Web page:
Men over the age of 60 who have smoked at least 20 years are needed for an international clinical study to improve bladder cancer screening techniques at the University of Rochester Medical Center.
Smokers are at increased risk of developing bladder cancer because toxins in cigarettes pass into the urine and damage the lining of the bladder. Those changes can lead to cancer.
Hematuria, blood in urine, is a first sign that a tumor may be growing in the bladder. The study will compare the results of an at-home urine testing kit with three other tests commonly used to detect cancer cells in urine.
There is no approved screening method for bladder cancer, the fourth most common cancer for men.
“If we can detect bladder cancer at the early stages, we have a greater chance of successfully treating it and extending patient lives,” said Edward Messing, M.D., lead investigator on the study, chair of Urology at the Medical Center, and a leader of the genitourinary oncology team at the James P. Wilmot Cancer Center.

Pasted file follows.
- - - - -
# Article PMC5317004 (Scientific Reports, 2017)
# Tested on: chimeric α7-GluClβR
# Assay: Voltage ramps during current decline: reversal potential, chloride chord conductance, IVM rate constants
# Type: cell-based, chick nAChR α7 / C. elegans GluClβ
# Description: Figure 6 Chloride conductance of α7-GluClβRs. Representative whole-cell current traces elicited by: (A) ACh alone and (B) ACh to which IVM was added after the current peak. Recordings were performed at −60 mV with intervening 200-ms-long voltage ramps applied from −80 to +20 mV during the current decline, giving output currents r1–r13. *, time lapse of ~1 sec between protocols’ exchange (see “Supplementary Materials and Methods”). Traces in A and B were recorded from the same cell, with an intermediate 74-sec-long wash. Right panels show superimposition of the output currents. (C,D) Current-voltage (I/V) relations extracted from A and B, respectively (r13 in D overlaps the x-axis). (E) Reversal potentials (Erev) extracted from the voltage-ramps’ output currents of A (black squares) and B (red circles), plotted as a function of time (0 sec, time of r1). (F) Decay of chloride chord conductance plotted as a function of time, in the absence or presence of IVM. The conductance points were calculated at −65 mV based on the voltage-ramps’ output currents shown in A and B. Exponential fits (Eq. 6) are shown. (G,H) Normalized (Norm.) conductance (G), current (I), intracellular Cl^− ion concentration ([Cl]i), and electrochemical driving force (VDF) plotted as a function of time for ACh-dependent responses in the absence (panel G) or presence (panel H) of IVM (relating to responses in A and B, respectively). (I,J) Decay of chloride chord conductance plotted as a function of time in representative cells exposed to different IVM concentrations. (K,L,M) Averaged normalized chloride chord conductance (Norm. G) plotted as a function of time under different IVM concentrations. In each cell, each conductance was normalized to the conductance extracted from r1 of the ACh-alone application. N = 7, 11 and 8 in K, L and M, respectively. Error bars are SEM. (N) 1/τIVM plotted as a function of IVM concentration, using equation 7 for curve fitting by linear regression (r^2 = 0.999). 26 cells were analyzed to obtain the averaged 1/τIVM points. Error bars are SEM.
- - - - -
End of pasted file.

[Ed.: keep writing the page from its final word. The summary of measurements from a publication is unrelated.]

Doctors are recruiting 2,000 men, including about 350 in Rochester, for the study. Participants will complete daily urine tests during two 10-day periods.
If the men test positive for hematuria, doctors may recommend a cystoscopy (examination of the bladder with a long, thin instrument called a cystoscope) or additional testing as needed.
“If there’s blood in the urine and negative bladder cancer markers, our hope is that we’ll be able to reduce the number of cystoscopies needed,” Messing said.
The study is also being conducted at the University of Texas M. D. Anderson Cancer Center, Baylor College of Medicine in Houston and Laval University in Quebec, Canada. The study is sponsored by the National Institutes of Health.